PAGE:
Saturday, January 23, 2021

Idaho brothers ‘self rescue’ while boogie boarding at Nelscott Beach

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Lincoln City Sunset By Justin Werner

The Ochenkoski brothers didn’t think they’d be “lost at sea” while visiting Lincoln City, but that’s what almost happened Saturday night when the pair was boogie boarding at Nelscott Beach.

The two brothers, from Sandpoint, Idaho, were possibly caught in a rip current that “sucked them out” to sea. The duo were able to come ashore themselves just as rescue units were arriving shortly before 8 p.m.

North Lincoln Fire and Rescue Chief Rob Dahlman was on scene along with Lincoln City Police and Pacific West Ambulance. Luckily, no first responders were needed.

“I was out there thinking I could just hold onto my board until rescue came over,” Asher Ochenkoski said, still recovering from the exhausting ordeal. “This whirlpool was right there and that’s when I was like I’m going to get sucked in there and drown.”

Asher was able to kick his feet and ride the waves in, using the last bit of energy he had.

The brothers said they saw a seal or sea lion checking them out as they drifted away from the shore.

Ochenkoski

“I was able to fight and get to the coral rocks and I was able to boost off of there,” The other Ochenkoski brother — who did not disclose his name — said. “I got to shore and was trying to figure out a way to get Asher in.”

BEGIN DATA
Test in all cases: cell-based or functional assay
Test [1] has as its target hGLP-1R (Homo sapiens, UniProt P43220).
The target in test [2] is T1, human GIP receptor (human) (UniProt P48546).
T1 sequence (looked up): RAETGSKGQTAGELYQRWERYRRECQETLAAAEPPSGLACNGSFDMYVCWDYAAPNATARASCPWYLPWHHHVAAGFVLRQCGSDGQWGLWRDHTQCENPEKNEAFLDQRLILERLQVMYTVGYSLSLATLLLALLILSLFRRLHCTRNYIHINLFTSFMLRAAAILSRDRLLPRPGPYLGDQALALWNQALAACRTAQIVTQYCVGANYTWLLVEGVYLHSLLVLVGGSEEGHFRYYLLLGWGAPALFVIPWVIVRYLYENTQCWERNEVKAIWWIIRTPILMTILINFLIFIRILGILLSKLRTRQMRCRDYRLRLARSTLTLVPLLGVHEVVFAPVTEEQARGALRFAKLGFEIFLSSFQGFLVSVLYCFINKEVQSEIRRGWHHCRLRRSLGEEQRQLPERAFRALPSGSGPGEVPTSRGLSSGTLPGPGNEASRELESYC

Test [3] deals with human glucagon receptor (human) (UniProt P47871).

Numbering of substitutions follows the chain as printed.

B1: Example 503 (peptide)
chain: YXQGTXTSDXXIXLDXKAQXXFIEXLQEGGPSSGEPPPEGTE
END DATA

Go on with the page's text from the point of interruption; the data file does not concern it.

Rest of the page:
The brother stood in the surf, yelling to let his struggling brother know they were there for him and ultimately pulled him from the ocean as soon as he could reach him.

This tale is a reminder of how the ocean can get dangerous quickly. Knowing what to do can save your life.

From the National Oceanic and Atmospheric Administration’s website:

Because rip currents move perpendicular to shore and can be very strong, beach swimmers need to be careful. A person caught in a rip can be swept away from shore very quickly. The best way to escape a rip current is by swimming parallel to the shore instead of towards it, since most rip currents are less than 80 feet wide. A swimmer can also let the current carry him or her out to sea until the force weakens, because rip currents stay close to shore and usually dissipate just beyond the line of breaking waves. Occasionally, however, a rip current can push someone hundreds of yards offshore. The most important thing to remember if you are ever caught in a rip current is not to panic. Continue to breathe, try to keep your head above water, and don’t exhaust yourself fighting against the force of the current.

Justin Werner
Justin Wernerhttps://wernerhost.com/
Justin is publisher of Lincoln City Homepage and an investigative journalist who finds facts. He's on a mission to seek out truth and isn't afraid to be the tip of the spear for freedom of the press.

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